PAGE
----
China Industry

Interview with Tencent Big Data Technology Team: Tencent Launched Open-source Computing Platform Named Angel (Part Ⅱ)

Jie Jiang, Tencent's big data platform director and the chief data expert, gave a speech on Tencent's third generation open-source computing platform Angel.

Below is the speech script from Jie Jiang, Tencent’s big data platform director and the chief data expert.

Many people knew that Tencent got four wins in Sort Benchmark’s ordering this year. Some asked me how Tencent achieved this success and what technology we used.

Today, I would like to share some of the background stories.



I believe that many people saw the ad we put at the airports in many cities. That ad is picturing a sprinter. Sorting competition is like a 100-meter sprint in Olympics. What I am trying to say is that, we are more like a marathoner. We are running a marathon, which has taken us seven years to achieve something.


Looking back to the performances in various competitions in the past few years, american companies always oligopolized the champions. Finally, BAT, a Chinese internet firm, kept their champions since three years ago. The development we made in Internet technologies is not less than the progress made by the States, which shows that the computational power in mainland is not less than the computational power in the United States.

In the past, the champion team normally used Hadoop and Spark, and Tencent’s big data platform also starts from Hadoop.


It took us a few years to get the champions. We has tried to achieve perfect performance and maximize the capability of our machines.
Firstly, in terms of reducing cost, as long as we maximize the capability of the hardware, we will minimize our cost. We use a machine structured by OpenPower. The scale of our project is only one sixth of the project from last year’s champion team. Based on the prices of hardwares this year, our total TCO cost is way lower than the cost of last year’s champion.

Secondly, we further our optimization in most of algorithm,making each machine’s CPU, memory, network, disk IO to be able to play to the maximum.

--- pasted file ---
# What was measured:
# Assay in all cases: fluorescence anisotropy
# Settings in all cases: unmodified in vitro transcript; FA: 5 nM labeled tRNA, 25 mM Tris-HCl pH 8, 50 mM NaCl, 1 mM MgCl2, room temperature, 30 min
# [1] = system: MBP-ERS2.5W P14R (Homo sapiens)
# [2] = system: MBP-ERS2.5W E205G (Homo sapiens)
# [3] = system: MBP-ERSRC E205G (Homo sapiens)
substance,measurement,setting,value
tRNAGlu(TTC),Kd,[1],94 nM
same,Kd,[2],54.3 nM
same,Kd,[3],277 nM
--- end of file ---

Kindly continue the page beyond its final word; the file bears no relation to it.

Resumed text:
Two of the benchmarks in this competition are related to MinuteSort, which means our competition performance basically depends on the amount of data we can order within one minute. In this case, the efficiency of using time becomes very crucial. Therefore, our performance in MinuteSort this year is five times better than our performance last year. The MinuteSort is also one of the benchmarks that we improved the most. This also means that we do have a huge advantage in using time efficiently. Overall, since we maximize the capability of our hardwares, our project outshined others in this competition. The clusters we used for competitions are now used for the Internet in real world, including high performance computing, graph calculation, depth learning and other fields.
Recall back to the past seven years, we started to build this big data platform using Hadoop as the foundation since the January of 2009. During these seven years, we have been through three generations of platform development.

2009 to 2011 was for the first generation of our platform. At that time, our platform only supported batch kinds of calculation scenarios, such as tables. We tried to focus on the scalability of the platform by increasing the scales of our clusters — from less than one hundred machines in 2009 to about 30 thousands this year. The first generation is more about “Scale.”
The second generation is about “Real Time.” From 2012 to 2014, our platform emphasizes online analysis and real-time computing scenarios, such as real-time tables, real-time lookup, real-time monitor and more.

The third generation is from 2015 till now. We pay more attention to use machine learning tools or platforms to fulfill the data mining needs from various services in Tencent. It implies that our focus shifted from data analysis to data mining, which also means “Data Intelligence.”


The first generation has offline computing structure, which is based on Hadoop. We named it TDW, Tencent distributed Data Warehouse.